It has been awhile since I last wrote a blog post. Even as I sit here writing this post, I’m not entirely sure what I’m going to write about. But, that’s alright, I always write from the heart anyway, so it will come.
I begin 4 weeks of working night shift tonight. Those of you who know me and my bedtime habits are laughing right now. I don’t blame you. I’m laughing right along with you. How in the world am I going to survive night shift?! That, my friends, is yet to be seen.
I’ve felt sort of in a rut lately in regards to my faith. I don’t know why I feel this way. Maybe it’s because I’m working so hard, because I’m tired, because on my days off all I want to do is sleep. I know fatigue is a side effect of MS, and I’m trying to get out there and live my life in beautiful Colorado, but I feel as though my prayer life and faith fervor, so to speak, have dwindled.
I feel like all I spend all my days off at the doctor, filling prescriptions, or making appointments. My last appointment with my primary care doctor went well, and I felt well, which is a blessing. I was trying to get some paperwork done so I could finally transfer my RN license from Texas to Colorado, and basically it was just a form that said I was competent to do the job. So my doctor asked me, “Have you felt any symptoms lately from your MS?” And I said no. He looked at me skeptically for a moment and asked me, “You would tell me if you were having any symptoms, right?” My heart died a little inside. I replied that of course I would tell him. I don’t like symptoms any more than he does. He also told me during the appointment, “Oh, I forgot you’re only twenty-two!” You and me both, doctor. You and me both.
Do you ever feel like you lose yourself a little bit with all your worries on your shoulders? That’s what I’ve been feeling lately. I’m worried about working night shift, that can’t be good for your health, right? I almost feel guilty talking to the manager and saying I want to go back to days as soon as possible for health concerns. I’m a nurse, and making this job about me, pains me. It’s about the patients. They need a night nurse and here I am asking to be put on days because of my concerns. And I know I can’t take care of patients unless I take care of myself, but I can’t help feeling this way. I was doing an assessment on a patient of mine the other day and the sensation in this patient’s legs was decreased and gripping things was hard for this patient. I ended up figuring out that my patient had a long history of MS. I had to stop for a minute and collect myself and my emotions. Is that going to be me in 30 years?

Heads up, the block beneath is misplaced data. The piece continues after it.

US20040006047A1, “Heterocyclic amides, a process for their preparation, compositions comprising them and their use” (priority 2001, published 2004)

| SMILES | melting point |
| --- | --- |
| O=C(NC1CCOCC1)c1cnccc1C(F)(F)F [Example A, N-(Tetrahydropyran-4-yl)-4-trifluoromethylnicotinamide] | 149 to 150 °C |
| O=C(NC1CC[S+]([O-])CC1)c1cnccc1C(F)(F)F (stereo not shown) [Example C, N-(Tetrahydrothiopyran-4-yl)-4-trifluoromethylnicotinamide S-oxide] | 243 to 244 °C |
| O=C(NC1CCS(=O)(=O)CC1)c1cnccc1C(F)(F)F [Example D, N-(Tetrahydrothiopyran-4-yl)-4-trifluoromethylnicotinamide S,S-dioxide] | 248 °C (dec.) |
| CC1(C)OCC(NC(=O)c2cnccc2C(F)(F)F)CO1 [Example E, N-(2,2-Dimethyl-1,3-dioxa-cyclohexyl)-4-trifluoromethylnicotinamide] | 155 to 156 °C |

I’m tired of being scared, tired of being frustrated, and tired of being tired quite frankly. There are some great things going on in my life and certain worries have resolved themselves, but the highs and lows of my emotions have been exhausting lately. So, I need to work on giving my cares to Christ. That’s hard for me, because I’m a worrier. It’s hard for me to continually believe everything is going to work out when events in this world keep reminding me that the tears and the fear are right under the surface. But I need to keep in mind that God knows I’m scared. God knows the worries that keep me up at night. And He is the one who can take it all away. I just need to let go. Even though I grow weary, God does not.
“Since then, you have been raised with Christ, set your hearts on things above, where Christ is, seated at the right hand of God. Set your minds on things above, not on earthly things. For you died, and your life is now hidden with Christ in God. When Christ, who is your life, appears, then you also will appear with him in glory. Put to death, therefore, whatever belongs to your earthly nature: sexual immorality, impurity, lust, evil desires and greed, which is idolatry…Let the message of Christ dwell among you richly as you teach and admonish one another with all wisdom through psalms, hymns, and songs from the Spirit, singing to God with gratitude in your hearts.”